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10.02.2019 10:50 Age: 137 days
Category: Media Matters
By: David Makoni

Press freedom violations rife in Africa.

Media practitioners are increasingly finding it difficult to carry on their work in many African countries as reports of attacks on the press continue to make headlines.

Reporters Without Borders tallied more than 100 press freedom violation incidences of varying degrees over the last month in Sudan alone. In January 2018, 18 journalists were arrested after they covered the protests over bread prices tripling. The reports do not end there and even more have been pouring out of other countries across the continent over the last couple of years.
About 121 cases of abuses against the media, including arbitrary arrests and media closures, were recorded in the Democratic Republic of Congo in 2017. In Madagascar, a journalist was given a prison sentence (although suspended) for the first time in 40 years as a result of investigative reporting that exposed corruption in the country. Meanwhile, in Togo, authorities reportedly withdrew the accreditation of an international TV broadcaster’s correspondent after she covered opposition protests.
2019 has brought its own cases of press freedom violation, too, with Ghanaian investigative journalist Hussein-Suale murdered in Accra earlier this month. In Cameroon, two newspaper reporters were arrested while covering a meeting of members of Cameroon’s opposition on the evening of 28 January. Internet shutdowns also now seem to be used as an accompanying method to suppress dissent and free flow of information, as seen in the two-month internet blackout in parts of Cameroon and, most recently, the whole of Zimbabwe.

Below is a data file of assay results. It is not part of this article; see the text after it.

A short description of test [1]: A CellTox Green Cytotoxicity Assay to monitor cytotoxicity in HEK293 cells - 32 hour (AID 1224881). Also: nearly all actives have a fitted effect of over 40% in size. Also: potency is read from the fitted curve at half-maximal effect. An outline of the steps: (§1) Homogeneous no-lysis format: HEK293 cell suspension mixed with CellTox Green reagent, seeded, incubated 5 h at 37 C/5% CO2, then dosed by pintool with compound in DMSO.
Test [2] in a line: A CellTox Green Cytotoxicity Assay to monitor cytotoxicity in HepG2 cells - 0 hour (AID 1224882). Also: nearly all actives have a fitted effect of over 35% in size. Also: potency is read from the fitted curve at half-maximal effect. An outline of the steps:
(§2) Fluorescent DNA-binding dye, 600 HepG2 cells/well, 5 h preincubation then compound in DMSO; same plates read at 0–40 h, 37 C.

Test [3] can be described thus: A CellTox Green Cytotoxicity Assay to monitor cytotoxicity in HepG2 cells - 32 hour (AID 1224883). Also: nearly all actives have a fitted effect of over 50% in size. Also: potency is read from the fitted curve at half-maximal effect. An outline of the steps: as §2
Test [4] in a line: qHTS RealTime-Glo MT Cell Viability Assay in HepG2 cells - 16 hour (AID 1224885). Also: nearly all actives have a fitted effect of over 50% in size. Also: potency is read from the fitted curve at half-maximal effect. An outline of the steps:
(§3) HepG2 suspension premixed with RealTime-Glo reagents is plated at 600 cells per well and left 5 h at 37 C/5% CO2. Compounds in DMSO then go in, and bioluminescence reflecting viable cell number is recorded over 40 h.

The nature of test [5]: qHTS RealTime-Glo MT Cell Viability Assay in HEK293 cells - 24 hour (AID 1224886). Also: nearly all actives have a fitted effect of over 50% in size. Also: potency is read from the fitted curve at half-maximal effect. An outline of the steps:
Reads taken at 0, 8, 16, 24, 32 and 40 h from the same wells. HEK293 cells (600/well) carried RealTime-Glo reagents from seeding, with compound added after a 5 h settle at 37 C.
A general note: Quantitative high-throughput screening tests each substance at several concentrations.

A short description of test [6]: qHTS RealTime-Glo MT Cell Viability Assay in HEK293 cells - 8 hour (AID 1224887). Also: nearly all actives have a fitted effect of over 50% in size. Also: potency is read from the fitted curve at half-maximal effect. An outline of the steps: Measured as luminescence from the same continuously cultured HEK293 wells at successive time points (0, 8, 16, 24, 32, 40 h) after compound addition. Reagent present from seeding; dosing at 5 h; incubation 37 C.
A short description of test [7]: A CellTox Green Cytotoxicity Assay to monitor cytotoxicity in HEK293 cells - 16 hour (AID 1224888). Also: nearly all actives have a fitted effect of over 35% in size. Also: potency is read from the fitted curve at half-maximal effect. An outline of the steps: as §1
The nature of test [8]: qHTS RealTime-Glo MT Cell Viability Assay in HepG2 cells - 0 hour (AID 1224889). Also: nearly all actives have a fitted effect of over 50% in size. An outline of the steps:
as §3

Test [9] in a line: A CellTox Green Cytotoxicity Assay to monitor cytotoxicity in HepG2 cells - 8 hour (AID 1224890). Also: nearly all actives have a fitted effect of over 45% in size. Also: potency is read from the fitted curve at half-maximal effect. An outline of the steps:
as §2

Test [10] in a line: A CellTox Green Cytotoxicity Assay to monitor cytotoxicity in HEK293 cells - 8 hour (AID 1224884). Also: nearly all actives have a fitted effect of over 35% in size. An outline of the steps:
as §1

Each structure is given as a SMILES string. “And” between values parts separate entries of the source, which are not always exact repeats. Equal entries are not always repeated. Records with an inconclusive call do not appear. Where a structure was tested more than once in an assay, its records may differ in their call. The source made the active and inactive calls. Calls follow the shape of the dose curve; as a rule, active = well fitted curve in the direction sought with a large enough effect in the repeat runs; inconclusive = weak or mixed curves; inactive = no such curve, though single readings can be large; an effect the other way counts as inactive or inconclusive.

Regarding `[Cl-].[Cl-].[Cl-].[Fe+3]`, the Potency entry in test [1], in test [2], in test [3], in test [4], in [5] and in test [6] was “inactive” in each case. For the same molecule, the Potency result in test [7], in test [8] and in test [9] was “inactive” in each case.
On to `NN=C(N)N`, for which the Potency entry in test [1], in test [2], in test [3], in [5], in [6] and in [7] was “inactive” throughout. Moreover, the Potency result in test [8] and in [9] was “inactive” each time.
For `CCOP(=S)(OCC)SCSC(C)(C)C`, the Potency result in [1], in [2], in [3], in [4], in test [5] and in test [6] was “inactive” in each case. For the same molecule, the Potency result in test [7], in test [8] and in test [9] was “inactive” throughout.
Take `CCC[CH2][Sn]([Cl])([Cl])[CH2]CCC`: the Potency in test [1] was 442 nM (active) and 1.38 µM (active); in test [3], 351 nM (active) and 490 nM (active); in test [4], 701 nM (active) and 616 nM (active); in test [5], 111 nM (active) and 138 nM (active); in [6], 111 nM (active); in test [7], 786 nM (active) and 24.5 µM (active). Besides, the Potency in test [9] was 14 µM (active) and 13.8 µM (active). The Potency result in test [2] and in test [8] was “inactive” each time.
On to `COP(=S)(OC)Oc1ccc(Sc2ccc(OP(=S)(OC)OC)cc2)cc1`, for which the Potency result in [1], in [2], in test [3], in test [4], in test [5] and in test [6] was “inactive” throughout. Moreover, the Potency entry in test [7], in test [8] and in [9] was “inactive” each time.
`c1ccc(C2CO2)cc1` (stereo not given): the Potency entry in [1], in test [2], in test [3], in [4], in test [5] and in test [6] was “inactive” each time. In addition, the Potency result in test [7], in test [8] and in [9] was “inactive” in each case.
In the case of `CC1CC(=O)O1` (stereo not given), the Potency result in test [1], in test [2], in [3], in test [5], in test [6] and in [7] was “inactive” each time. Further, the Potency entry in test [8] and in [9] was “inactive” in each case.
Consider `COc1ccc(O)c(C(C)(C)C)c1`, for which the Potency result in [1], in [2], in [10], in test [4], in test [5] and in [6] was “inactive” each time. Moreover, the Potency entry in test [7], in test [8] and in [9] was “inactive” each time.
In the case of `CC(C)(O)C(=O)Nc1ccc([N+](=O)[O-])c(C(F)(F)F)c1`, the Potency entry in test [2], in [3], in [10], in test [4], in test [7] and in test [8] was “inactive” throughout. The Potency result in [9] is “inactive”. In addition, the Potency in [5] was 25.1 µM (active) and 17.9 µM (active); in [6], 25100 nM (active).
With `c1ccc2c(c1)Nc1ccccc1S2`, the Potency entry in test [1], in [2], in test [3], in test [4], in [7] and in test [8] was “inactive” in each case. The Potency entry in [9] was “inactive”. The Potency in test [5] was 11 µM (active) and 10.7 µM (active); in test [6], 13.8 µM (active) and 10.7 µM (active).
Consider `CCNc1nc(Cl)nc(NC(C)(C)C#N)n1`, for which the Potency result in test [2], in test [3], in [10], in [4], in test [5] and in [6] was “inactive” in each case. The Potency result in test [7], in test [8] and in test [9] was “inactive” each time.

Some journalists have actively refused to accept this trend as the status quo, however. In February last year, Chad’s journalists staged a “Day without Press” protest when the Union of Chad Journalists (UJT) called for retaliation to the often violent harassment of journalists and recent closures of community radio stations. Radio stations were silent and newspapers were missing from newsstands and the campaign drew significant support from Human rights organisations as well as press freedom advocates. The worrying trends put a dent in efforts to build a democratic Africa, free to inform and express itself, and greater advocacy and review of existing legislation around the media is needed to maintain any such hopes.    

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